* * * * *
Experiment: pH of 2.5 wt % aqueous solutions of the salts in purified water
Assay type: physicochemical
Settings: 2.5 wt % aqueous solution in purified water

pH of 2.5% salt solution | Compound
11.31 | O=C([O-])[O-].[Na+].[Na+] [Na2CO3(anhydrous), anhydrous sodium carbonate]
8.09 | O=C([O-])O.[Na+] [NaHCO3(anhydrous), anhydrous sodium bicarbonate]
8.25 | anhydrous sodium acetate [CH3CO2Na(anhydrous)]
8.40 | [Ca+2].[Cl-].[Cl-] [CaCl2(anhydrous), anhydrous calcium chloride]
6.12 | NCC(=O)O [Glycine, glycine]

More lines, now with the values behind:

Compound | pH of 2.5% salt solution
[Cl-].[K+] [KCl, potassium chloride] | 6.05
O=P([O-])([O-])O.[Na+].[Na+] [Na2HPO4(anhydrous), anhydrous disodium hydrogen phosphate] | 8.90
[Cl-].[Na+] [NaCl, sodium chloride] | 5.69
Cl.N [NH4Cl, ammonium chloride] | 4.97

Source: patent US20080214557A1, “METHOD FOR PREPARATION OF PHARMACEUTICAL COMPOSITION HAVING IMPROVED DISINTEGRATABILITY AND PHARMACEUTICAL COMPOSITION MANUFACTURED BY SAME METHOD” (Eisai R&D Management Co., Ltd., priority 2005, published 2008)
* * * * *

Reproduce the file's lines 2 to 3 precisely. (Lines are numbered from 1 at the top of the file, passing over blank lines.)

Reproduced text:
Assay type: physicochemical
Settings: 2.5 wt % aqueous solution in purified water